Christmas is certainly one of the days of the year that evokes the most spiritual attention. Even if you don’t think about God most days of the year, it is likely that you do on Christmas. Although the holiday has been largely commercialized and even Christians buy into the commercialism, I believe there is still a remnant of meaning left in the holiday. Unlike other holidays with Christian undertones like St. Patty’s day or Valentine’s day, Christmas is a little too specifically Christian to be ignored.
In the midst of gift-giving, feasting, family time, and celebration, there is something underneath all of the festivities that is reminiscent of something deeper. In our busyness, occasionally we pause and ask ourselves, “Why am I doing all of this”. We are doing this, of course, because we are celebrating Jesus’ birth. But why is that significant to you? If you can’t answer that question, you might as well celebrate Festivus.
Amid the empty and judgmental calls to “Keep Christ in Christmas”, “It’s Merry Christmas, not Happy Holidays”, and “Jesus is the Reason for the Season”, I hope that Jesus becomes to us more than a person we use to critique our culture. I hope that we understand Jesus to be more than someone who endorses our materialism. And I certainly hope that Jesus is more important than a day on a calendar to us.
Christmas sermons challenge us to be selfless, generous, and serving. But if they do not challenge us to pursue Jesus with our whole lives, then we have misunderstood why Jesus comes to humanity and spends his first night in a feeding trough. He comes to fulfill promises God made to Israel. He comes to live among humanity as human so that he can represent humans in his death and resurrection. He comes to conquer sin and death. He comes to raise from the dead. And he will come again to finally fulfill, finally rescue, and finally raise believers from the grave to eternal life. He forms this eternal-kind-of-life within us now through trial, suffering, devotion, and community and he will complete this formation one day. Among the other things, when God humbles himself to the point of being born as a baby in a barn, we learn that God is in control. We might also say, God is sovereign. God was, is, and will be in control. When we awake on Monday and Christmas is over for another year, God will be in control.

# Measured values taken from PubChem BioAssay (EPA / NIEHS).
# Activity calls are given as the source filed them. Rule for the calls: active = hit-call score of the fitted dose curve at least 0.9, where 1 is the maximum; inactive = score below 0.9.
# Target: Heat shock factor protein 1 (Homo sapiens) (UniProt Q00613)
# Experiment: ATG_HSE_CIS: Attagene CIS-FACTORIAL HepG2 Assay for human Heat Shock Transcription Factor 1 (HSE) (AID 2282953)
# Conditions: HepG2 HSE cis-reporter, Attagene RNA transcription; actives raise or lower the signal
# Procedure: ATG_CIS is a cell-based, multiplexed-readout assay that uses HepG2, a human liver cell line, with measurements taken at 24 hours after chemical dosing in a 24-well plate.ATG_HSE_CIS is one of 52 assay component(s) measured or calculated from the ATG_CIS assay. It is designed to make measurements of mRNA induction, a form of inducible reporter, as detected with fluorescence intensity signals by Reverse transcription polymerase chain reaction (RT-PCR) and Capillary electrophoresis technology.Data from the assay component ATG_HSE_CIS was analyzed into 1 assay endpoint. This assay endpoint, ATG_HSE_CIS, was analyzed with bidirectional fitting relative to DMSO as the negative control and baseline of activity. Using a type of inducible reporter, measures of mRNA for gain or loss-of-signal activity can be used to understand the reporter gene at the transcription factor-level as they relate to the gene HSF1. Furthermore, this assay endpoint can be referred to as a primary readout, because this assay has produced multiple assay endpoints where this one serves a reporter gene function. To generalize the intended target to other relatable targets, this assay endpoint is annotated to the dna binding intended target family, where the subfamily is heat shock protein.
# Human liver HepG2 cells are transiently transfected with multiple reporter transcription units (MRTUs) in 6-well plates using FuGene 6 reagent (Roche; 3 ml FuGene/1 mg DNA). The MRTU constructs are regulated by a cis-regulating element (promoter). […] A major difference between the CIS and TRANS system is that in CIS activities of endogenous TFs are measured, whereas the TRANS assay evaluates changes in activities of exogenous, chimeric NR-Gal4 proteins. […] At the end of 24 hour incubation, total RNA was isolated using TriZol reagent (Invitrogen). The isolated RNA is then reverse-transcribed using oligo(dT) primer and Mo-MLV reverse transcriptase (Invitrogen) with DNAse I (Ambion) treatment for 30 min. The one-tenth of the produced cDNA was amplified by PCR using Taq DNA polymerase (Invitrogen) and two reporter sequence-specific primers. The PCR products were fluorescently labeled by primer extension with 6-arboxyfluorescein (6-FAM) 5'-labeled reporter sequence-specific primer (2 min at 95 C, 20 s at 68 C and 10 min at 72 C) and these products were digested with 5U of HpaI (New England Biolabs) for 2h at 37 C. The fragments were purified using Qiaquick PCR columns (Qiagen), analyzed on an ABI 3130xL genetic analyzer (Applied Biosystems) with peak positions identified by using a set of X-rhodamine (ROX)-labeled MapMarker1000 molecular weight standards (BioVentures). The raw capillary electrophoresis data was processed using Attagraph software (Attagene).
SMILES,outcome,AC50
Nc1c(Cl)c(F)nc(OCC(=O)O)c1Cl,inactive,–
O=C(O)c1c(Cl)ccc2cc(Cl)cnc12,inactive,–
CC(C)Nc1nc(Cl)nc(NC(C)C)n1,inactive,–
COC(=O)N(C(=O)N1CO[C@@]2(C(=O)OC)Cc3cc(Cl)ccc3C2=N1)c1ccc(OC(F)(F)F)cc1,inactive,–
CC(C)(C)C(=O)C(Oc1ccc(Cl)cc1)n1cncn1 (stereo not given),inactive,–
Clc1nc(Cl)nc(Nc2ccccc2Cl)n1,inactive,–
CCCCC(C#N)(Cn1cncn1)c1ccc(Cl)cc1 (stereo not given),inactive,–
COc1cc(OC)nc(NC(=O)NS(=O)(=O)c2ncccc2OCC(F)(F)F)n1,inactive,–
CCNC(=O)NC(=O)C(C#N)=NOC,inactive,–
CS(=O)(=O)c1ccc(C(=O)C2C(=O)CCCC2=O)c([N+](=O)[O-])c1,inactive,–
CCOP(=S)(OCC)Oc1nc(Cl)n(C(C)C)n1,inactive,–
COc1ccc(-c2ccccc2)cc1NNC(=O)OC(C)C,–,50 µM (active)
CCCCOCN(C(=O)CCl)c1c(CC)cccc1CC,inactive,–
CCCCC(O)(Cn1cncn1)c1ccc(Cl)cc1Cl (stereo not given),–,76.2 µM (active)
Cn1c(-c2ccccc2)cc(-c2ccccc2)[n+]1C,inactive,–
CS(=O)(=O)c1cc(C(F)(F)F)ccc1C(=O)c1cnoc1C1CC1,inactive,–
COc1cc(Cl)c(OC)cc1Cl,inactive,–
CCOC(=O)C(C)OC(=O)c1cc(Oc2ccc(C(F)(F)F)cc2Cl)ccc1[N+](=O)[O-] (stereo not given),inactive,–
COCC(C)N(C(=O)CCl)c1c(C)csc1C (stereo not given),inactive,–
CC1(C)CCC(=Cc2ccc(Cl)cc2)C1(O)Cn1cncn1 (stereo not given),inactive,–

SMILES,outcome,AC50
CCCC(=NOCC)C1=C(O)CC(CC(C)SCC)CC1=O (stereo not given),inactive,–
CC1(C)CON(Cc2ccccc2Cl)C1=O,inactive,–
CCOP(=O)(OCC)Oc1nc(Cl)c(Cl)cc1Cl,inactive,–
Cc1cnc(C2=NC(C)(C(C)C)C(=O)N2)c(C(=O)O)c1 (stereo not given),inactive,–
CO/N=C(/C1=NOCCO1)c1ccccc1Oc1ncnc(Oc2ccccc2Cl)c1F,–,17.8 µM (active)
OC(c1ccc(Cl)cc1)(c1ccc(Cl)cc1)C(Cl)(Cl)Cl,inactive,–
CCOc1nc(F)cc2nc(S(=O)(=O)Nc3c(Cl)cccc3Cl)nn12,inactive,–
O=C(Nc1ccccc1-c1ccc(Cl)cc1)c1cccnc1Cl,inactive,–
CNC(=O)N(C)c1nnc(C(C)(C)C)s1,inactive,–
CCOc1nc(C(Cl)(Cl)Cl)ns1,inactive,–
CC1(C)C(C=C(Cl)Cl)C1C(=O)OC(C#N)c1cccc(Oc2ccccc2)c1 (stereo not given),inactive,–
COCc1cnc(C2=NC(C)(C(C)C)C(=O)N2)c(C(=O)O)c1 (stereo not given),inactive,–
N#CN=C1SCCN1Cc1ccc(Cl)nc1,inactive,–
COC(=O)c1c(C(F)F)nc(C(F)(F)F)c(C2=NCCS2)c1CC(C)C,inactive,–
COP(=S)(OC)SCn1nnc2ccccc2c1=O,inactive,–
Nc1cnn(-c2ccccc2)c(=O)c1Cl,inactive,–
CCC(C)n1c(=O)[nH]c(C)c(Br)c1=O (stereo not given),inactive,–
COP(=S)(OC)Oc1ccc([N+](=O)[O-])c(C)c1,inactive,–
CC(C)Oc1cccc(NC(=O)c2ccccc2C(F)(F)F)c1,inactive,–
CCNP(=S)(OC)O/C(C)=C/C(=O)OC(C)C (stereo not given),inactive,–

Christmas is about the Gospel and it should point us to the Gospel. Christmas is about what Jesus has done. Some churches call it Advent (“Coming”) because what Jesus has done is pointing us to what Jesus will do (Come again!). When we celebrate Advent (or Christmas if you prefer), we celebrate that Jesus has come because that means he will come again to set everything right. This means that even for those who disdain Christmas, there is hope. God is sovereign and one day he will set everything right. One day we will understand how all the terrible and sorrowful things that prevent some from enjoying the holidays fit into the plan of a loving and sovereign God.
God loves us and goes to great lengths to display this to us: setting aside the privileges of divinity, becoming a baby, growing up, living life, being betrayed by his friends, being murdered, and raising himself from death to life. He humbles himself to this point to show you and me that he has a great plan and his great love includes us in it. This truly makes Christmas a merry one.